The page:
An INR202.3 million ($3.2 million) offer for a 28% stake in India's Zenotech Laboratories by Sun Pharmaceutical Industries is "fair and reasonable," according to a special committee named by the target company to evaluate the proposed transaction.
When you're targeting an under-the-radar malady that hasn't traditionally been treated with prescription drugs, it's up to marketers to get the word out and deliver on sales. And that's why AstraZeneca and Daiichi Sankyo, whose Movantik launched earlier this year, are bringing a 6-time Olympic medalist on board to talk about opioid-induced constipation (OIC).
Think Daiichi Sankyo set itself free of Ranbaxy Laboratories when it sold its stock in Sun Pharmaceuticals Industries? Think again. It remains possibly liable until 2022 for another $325 million as the Ranbaxy mess is cleaned up in the United States.
It would appear that Sun Pharmaceuticals founder, Managing Director and CEO Dilip Shanghvi was not the buyer of Daiichi Sankyo's one-swoop sale of its 8.9% stake in the company it received for selling Ranbaxy Laboratories.
In a regulatory filing, Japan's Daiichi Sankyo said that its board has agreed to it selling some or all of its shares in Sun Pharmaceutical, which Reuters reports are now worth about $3.6 billion. No reason was given, the news service said, but its experience with Ranbaxy, which was recently acquired by Sun, has been nonstop issues.
Daiichi Sankyo has had enough of trying to make money in the Indian generic drug industry. The Japanese drugmaker, which faces patent cliff issues, is selling off its stake in Sun Pharmaceutical just weeks after it closed on the all-stock deal selling Ranbaxy Laboratories to Sun for $3.2 billion.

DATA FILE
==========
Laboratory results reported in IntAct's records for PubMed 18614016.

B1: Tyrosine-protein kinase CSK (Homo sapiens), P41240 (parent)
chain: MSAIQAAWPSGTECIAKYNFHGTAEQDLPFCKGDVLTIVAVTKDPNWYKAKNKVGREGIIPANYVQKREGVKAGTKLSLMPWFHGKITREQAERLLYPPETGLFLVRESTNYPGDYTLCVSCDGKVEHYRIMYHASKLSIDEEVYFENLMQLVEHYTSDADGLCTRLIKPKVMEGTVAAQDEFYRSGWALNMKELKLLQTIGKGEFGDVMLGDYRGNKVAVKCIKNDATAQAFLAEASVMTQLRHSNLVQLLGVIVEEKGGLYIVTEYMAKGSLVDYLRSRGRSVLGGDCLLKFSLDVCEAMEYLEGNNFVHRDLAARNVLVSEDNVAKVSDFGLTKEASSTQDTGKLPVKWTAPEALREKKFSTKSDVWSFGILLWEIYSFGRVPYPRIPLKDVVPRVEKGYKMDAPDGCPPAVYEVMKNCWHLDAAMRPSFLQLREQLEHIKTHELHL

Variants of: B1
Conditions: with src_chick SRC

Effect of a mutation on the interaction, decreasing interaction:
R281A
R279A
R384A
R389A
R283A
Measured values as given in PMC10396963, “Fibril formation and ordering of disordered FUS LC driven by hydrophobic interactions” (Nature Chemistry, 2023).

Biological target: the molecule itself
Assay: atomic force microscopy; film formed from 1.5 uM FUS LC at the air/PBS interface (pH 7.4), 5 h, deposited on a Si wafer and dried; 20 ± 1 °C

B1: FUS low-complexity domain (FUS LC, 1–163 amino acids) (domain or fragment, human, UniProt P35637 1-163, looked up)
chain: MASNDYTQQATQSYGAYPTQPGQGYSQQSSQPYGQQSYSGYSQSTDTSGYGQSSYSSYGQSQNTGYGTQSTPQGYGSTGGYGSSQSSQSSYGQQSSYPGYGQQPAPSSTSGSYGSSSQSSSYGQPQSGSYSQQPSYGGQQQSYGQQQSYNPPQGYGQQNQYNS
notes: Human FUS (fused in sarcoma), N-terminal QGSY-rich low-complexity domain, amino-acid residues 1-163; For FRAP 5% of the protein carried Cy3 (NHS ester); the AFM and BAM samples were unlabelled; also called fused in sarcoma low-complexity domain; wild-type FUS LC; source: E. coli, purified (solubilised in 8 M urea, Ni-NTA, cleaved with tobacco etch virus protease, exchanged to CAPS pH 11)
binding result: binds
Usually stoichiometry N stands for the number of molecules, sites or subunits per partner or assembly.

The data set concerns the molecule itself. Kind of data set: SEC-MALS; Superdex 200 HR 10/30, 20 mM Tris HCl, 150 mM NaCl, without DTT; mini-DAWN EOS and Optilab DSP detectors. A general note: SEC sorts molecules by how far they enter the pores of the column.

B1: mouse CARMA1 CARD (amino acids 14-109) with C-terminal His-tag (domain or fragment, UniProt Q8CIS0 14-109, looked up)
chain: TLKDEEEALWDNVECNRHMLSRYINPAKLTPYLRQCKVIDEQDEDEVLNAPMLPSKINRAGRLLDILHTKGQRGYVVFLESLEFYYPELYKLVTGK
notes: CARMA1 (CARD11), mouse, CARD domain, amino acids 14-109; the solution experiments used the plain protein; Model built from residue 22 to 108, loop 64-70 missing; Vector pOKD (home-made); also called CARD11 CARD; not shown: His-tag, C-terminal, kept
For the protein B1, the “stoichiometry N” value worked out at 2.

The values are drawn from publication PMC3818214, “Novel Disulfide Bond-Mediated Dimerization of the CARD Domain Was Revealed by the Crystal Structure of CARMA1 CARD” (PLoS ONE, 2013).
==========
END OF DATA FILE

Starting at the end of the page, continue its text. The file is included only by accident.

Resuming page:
With what for most of them is a new fiscal year, drug companies in Asia rolled out a series of deals and other actions, among them a submerger of a sort, a buyout, a research agreement and a housecleaning.
In one of its first acts as India's new leading drugmaker, Sun Pharmaceuticals announced the beginning of the end of Ranbaxy Laboratories by removing the company from the stock markets after trading has ended on April 1.
Times have been tough for Daiichi Sankyo, and they're about to get tougher for some of the Japanese company's U.S. staffers. The drugmaker is cutting its headquarters staff by 16% on Monday, with more layoffs expected in mid-April.
AstraZeneca has decided not to go it alone on marketing Movantik. Daiichi Sankyo has signed on to help launch the constipation pill--and it's paying a pretty penny for the opportunity.